SSH and FTP
The generally-recommended SSH (Secure Shell) client for Windows is PuTTY. For a graphical front-end to SCP (Secure Copy), Windows users might use a program such as WinSCP. OS X and Linux machines typically include ssh as an available command within any terminal session.
Using SCP (for Unix/Linux)
SCP (Secure Copy) is similar to the old, insecure rcp (Remote Copy) function. The syntax is as follows: scp [-R] source-file destination-file, with the [username]@[hostname]: preceding the file (or folder) on the remote machine. See the examples below:
- An example of user bob trying to copy a sample text file from his machine to login.eecs would be as follows: scp sample.txt firstname.lastname@example.org:.
- An example of user bob trying to copy a folder from a remote machine to his current directory would be as follows: scp -R email@example.com:sample_folder .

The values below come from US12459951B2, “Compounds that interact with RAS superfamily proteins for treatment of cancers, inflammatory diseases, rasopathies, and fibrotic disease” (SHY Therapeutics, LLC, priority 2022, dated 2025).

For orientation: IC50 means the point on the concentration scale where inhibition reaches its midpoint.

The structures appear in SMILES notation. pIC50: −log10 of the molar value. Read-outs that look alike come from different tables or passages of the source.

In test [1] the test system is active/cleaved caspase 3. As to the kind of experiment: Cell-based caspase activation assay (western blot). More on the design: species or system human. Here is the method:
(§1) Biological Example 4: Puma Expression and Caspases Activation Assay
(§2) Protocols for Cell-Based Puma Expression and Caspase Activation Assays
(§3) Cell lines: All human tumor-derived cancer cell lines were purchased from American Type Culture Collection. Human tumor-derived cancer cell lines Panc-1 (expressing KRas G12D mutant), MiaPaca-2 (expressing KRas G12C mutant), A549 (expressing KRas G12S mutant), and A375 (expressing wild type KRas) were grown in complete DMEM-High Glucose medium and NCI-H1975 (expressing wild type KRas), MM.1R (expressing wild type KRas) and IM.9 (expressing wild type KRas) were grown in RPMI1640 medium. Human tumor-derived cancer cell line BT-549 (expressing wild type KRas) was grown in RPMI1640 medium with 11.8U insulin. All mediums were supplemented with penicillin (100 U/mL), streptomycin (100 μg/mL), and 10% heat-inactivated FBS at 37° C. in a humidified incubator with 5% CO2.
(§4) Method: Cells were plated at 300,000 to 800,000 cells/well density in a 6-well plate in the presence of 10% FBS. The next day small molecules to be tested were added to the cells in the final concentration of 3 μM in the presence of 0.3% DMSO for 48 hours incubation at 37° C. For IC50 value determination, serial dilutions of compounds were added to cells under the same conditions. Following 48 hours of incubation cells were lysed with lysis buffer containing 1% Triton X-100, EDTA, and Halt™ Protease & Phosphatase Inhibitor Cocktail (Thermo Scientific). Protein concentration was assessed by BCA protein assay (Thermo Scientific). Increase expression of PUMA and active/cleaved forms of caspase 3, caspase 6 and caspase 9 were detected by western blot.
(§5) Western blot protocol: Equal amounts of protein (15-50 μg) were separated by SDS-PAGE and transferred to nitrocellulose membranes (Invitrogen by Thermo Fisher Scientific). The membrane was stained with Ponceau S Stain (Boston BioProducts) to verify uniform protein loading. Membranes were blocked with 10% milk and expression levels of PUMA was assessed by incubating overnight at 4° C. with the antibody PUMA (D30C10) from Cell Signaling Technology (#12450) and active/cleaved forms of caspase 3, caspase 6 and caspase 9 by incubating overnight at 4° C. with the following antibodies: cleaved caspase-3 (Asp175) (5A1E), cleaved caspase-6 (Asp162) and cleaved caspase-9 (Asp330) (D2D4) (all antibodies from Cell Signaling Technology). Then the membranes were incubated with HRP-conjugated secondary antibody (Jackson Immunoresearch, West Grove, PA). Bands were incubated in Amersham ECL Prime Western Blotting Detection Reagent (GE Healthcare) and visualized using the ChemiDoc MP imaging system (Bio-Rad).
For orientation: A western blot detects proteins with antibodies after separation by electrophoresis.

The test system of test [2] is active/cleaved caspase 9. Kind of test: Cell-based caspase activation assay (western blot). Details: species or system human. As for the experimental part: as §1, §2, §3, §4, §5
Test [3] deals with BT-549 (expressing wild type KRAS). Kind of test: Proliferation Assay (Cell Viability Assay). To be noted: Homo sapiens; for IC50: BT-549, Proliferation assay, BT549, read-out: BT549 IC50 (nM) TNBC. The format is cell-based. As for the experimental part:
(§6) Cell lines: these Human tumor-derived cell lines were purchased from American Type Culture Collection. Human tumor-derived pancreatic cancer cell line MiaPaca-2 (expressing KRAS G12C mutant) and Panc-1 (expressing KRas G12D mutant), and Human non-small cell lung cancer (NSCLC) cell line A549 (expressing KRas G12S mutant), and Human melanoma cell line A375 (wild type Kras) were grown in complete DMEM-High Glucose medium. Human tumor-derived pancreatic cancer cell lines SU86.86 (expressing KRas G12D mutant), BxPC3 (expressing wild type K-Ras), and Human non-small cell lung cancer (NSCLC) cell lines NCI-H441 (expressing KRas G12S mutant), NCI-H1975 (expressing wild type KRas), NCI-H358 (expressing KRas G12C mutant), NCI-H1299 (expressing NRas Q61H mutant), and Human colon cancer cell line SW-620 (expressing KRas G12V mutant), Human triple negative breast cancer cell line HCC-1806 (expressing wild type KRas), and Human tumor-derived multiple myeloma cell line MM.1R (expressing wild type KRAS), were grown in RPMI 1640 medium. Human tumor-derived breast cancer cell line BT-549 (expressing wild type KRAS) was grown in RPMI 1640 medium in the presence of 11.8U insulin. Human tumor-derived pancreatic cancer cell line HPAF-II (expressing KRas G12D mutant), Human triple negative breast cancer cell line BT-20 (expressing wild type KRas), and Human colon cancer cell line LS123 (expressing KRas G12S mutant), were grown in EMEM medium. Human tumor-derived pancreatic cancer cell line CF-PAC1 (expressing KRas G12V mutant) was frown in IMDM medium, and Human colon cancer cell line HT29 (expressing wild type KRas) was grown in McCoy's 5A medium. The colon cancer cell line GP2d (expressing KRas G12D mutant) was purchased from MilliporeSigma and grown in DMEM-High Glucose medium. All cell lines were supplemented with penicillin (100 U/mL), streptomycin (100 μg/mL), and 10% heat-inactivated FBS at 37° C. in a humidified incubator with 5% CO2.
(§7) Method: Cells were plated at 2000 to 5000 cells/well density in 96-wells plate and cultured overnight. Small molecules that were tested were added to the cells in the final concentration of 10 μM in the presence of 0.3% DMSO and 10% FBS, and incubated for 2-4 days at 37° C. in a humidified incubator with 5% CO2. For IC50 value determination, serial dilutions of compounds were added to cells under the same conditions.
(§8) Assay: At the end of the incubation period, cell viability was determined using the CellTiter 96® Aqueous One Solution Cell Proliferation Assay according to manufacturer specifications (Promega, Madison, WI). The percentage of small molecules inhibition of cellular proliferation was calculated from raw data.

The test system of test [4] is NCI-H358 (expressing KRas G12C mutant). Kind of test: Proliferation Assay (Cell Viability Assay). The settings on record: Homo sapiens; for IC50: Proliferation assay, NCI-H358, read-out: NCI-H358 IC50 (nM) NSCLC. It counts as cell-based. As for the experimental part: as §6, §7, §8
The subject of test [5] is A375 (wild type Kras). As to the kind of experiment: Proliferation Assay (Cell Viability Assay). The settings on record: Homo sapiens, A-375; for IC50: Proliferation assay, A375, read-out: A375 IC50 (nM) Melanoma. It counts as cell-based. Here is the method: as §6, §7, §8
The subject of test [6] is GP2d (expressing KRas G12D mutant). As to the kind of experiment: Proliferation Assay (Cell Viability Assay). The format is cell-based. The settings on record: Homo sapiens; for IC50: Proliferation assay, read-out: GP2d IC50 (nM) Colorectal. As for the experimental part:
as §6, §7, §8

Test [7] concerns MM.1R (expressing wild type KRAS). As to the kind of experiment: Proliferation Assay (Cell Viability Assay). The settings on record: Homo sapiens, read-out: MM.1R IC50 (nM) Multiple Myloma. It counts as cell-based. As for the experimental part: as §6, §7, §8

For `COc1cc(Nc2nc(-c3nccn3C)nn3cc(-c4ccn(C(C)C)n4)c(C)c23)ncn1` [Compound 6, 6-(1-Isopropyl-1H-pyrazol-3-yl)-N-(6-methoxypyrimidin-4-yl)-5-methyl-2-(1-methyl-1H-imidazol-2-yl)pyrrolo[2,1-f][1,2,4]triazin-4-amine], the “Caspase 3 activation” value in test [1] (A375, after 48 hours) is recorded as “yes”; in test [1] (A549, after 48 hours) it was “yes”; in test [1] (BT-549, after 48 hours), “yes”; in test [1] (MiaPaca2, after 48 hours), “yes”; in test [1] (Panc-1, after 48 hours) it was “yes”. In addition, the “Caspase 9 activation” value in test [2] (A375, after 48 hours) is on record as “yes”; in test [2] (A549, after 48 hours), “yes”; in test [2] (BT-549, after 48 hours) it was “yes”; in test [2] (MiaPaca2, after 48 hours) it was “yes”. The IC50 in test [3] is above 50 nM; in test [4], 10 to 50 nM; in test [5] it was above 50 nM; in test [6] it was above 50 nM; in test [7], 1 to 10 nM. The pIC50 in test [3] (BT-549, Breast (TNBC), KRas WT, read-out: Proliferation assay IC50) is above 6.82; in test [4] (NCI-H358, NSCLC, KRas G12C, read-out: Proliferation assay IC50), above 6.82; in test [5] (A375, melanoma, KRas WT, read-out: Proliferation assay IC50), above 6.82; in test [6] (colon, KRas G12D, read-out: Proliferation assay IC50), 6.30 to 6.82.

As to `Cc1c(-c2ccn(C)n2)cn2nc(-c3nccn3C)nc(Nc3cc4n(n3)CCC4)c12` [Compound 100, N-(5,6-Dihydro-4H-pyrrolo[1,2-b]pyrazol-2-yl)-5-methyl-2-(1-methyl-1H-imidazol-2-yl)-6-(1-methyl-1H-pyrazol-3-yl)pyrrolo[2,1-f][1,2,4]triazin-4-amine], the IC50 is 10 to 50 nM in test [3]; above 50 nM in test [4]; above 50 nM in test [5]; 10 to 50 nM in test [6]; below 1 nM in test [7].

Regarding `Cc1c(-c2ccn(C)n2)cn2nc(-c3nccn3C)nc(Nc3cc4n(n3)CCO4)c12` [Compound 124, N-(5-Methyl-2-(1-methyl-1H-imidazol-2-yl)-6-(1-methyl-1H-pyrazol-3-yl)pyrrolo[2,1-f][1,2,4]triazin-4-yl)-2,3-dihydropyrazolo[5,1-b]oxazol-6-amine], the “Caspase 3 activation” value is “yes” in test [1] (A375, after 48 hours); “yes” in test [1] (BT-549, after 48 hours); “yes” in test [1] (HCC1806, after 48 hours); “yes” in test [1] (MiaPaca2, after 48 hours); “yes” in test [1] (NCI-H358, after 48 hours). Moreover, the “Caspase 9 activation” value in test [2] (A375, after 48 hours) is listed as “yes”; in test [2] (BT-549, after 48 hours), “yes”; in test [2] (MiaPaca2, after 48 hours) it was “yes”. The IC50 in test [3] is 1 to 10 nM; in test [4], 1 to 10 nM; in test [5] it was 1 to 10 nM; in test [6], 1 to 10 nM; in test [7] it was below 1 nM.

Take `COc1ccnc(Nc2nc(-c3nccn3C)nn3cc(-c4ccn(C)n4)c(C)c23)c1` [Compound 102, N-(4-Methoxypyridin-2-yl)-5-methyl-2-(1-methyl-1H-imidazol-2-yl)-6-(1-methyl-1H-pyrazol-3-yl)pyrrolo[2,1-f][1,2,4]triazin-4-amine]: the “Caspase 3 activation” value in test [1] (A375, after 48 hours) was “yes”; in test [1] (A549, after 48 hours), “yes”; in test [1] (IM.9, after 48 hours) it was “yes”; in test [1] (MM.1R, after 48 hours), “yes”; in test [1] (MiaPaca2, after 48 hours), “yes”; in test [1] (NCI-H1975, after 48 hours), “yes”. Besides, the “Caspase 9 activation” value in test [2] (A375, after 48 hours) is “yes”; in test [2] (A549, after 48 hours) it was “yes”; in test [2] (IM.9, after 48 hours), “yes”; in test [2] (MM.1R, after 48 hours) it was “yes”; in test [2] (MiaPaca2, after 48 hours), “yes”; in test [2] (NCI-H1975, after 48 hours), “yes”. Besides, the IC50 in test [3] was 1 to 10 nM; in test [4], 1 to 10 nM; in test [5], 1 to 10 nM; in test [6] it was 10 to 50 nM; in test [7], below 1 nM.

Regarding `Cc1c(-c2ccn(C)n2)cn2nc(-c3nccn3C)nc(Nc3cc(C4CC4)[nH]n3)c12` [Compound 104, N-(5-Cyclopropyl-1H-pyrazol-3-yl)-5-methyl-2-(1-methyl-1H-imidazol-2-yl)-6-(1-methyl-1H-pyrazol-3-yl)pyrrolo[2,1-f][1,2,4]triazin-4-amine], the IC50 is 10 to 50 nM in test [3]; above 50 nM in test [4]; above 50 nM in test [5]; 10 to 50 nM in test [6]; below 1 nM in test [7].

Note: If the same username is used on both machines, then it can be left off.
You cannot FTP to the EECS UNIX servers because FTP sends passwords in plain text, which can lead to passwords being stolen over the network. So it’s not supported. (Kerberized FTP exists, but EECS doesn’t support it).
To replace this functionality, you can:
- Have your EECS home directory mapped to their H: drive in Windows, if you have a campus IP address. You can simply copy files by accessing that directory. This H: drive is typically the same as a users UNIX home directory.
- Use the SSH Client Program (i.e. PuTTY or scp) to access your home directory and files.